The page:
And so I think here we have a significant South American player that's showing a commitment to lean towards the US dollar.  That could be a real ‘poker chip’ that may be used on the international stage in terms of negotiating both policies and natural resources. What do you think, Ian? Do you think that helps the cause for keeping the US dollar as the international currency of trade?

Ian Oxnevad:

Oh, absolutely. If you look at the end of the Bretton Woods system, when the gold convertibility window closed in the 1970s, there was no real alternative to the dollar for denominating world trade. Now, however, you have other major players.  You have the Yuan, you have the Euro, you have bitcoin, to a degree as a potential reserve standard alongside the dollar. 

So even if you wind up with a basket of currencies, the dollar doesn't have the same locked-down monopoly anymore that it did in the past. But this is a shot in the arm for the dollar in the sense that Milei wants closer relationships with the US and the US economy. And that matters. It's political, the monetary system kind of pretends in business school that it's a separate thing, but the politics matters. 

And the fact that you have a major South American economy placing its bets on the dollar and on closer trade with the US not only helps it from a monetary standpoint or helps us businesses, but it also opens up new reshoring and near shoring opportunities to Latin America. 

If you're an industry right now looking to try to de-risk from China, and you potentially have an open door in Argentina, it might be worth looking at. There's opportunities there. So from that standpoint, this is a huge step in the right direction from an opportunity vantage point for U. S. businesses.  

Chris Mason:

That's an intriguing proposition because of the location, the fact that it's a strong player strategically, at least in the region, it could be a destination for firms looking to move their manufacturing base. 

They also do have natural resources that are important for a lot of the modern technology development, which that is definitely getting more complicated from a regulatory standpoint here in the US. So definitely a lot to watch there.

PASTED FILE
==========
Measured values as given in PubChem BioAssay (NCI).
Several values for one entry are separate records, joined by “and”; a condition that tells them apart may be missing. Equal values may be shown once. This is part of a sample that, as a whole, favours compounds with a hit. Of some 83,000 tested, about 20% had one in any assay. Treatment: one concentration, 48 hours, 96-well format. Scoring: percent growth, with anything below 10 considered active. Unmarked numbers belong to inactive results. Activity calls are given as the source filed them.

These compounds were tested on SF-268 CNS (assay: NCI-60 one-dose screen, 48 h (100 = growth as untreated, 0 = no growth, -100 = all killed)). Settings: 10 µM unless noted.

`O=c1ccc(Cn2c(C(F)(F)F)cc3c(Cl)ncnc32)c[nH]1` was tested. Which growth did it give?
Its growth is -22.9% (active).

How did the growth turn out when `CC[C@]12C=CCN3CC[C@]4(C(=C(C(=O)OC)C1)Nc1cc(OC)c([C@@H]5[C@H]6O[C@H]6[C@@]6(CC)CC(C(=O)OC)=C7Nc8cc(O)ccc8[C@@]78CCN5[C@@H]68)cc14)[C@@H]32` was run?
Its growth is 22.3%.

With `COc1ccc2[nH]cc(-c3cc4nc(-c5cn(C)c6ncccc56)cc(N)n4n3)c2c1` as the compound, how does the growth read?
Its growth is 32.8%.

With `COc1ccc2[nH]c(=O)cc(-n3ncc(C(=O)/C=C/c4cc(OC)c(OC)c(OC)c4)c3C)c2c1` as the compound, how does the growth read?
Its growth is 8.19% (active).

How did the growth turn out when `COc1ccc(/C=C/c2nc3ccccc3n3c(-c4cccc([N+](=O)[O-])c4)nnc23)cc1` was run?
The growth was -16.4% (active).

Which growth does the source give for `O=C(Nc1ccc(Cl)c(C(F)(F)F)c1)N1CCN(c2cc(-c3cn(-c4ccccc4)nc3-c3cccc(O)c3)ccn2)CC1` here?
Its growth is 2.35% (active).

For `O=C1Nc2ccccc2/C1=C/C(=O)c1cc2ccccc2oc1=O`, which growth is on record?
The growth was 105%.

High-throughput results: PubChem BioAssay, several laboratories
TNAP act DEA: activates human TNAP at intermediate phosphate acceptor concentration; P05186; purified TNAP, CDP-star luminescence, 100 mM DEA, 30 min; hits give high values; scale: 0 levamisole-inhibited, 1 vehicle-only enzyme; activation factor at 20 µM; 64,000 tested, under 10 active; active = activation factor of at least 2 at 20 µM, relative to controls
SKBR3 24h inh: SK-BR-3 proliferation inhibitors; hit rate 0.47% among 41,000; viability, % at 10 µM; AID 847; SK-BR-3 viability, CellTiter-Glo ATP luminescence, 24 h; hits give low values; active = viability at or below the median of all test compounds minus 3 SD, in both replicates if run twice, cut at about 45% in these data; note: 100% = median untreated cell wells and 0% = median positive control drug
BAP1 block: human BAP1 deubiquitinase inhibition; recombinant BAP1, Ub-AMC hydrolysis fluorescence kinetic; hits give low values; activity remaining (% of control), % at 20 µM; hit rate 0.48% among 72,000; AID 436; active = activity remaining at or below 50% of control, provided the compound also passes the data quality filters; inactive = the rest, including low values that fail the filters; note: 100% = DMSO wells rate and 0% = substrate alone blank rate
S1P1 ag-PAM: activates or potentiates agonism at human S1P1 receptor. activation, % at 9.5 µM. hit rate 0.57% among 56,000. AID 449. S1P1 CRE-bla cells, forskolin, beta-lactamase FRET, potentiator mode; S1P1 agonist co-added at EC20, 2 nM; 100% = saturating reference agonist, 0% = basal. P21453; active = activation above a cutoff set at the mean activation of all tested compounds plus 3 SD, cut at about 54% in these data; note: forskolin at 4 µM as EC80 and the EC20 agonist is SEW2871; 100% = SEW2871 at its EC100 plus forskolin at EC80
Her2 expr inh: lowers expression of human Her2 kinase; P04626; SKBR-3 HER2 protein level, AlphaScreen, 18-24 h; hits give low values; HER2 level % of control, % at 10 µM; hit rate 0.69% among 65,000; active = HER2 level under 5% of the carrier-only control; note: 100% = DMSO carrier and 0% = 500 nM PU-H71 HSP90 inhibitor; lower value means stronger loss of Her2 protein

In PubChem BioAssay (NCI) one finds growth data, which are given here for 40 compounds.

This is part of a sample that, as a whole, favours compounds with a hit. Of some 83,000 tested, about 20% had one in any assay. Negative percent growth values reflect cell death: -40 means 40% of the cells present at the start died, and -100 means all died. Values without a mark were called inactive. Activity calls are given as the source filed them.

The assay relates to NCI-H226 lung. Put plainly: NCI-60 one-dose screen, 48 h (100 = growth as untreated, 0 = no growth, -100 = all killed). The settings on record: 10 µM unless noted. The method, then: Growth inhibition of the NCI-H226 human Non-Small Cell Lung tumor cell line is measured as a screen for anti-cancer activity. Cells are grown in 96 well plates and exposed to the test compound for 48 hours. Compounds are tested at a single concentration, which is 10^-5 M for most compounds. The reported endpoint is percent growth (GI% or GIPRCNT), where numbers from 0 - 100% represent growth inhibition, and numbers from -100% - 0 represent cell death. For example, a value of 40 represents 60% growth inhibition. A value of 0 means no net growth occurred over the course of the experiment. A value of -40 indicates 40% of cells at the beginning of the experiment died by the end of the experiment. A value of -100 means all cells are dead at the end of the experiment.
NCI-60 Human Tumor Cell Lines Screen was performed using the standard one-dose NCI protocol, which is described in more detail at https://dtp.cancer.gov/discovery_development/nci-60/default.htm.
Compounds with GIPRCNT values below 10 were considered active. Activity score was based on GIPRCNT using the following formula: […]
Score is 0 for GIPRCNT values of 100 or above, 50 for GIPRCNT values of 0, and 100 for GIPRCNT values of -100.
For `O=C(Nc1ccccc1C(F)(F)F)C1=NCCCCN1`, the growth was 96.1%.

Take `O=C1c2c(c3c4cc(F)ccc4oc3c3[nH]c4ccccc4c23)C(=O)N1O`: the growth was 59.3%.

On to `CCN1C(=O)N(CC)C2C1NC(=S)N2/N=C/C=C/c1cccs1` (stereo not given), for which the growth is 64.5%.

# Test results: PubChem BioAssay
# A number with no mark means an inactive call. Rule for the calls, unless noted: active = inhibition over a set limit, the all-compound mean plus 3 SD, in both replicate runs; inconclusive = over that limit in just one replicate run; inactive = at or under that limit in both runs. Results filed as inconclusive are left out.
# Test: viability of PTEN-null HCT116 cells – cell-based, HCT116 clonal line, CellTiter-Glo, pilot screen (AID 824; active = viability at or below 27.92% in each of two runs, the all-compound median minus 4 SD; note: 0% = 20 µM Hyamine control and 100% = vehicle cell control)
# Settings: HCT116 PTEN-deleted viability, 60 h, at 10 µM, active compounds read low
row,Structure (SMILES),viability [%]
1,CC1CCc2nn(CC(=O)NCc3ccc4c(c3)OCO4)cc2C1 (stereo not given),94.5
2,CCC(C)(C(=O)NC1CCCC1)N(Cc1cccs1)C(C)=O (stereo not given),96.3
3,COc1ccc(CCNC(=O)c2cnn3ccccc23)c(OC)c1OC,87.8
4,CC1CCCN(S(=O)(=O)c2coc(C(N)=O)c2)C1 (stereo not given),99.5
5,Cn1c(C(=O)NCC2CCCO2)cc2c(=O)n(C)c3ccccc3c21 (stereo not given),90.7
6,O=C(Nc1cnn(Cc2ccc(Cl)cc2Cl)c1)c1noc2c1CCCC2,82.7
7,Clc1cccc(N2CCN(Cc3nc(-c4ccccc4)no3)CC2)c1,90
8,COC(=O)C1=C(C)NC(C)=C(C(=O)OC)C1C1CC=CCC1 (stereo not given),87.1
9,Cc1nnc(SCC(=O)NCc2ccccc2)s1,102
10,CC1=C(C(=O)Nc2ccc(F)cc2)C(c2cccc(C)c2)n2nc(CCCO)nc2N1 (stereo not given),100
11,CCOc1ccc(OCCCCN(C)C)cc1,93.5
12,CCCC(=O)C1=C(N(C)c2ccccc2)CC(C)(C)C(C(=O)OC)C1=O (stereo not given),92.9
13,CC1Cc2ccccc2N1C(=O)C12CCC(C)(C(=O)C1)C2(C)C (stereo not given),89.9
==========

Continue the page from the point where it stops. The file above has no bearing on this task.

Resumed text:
But in terms of mineral reserves, particularly lithium, Argentina could open the door potentially to US firms, where there was a concern that all of South America was going the way of China. This could open the door to change some of that thinking, at least, hopefully. 

Ian Oxnevad:

Absolutely. I mean, there's indicators too, that Argentina is going to play a larger role on the world stage. 

If you look at his inauguration, it's interesting that you had Ukraine's Volodymyr Zelensky attending. You had other figures like Viktor Orban in Europe also attending. And the fact that Zelensky showed up to Argentina of all places. Here you have Ukraine in the middle of a war and he's trying to drum up support and money for the Ukrainian war effort against Russia.

Argentina is not in a position to really financially back Ukraine in any major way. So the question is, why would Zelensky be there? Obviously, he could use that as a venue to talk to other world leaders. But the fact that he chose to go to Argentina specifically, or even Latin America, is significant, especially since Latin America is not typically a very big player on the world stage, especially when it comes to major events in the other hemisphere. So the fact that Zelensky went to Argentina at all is massively significant.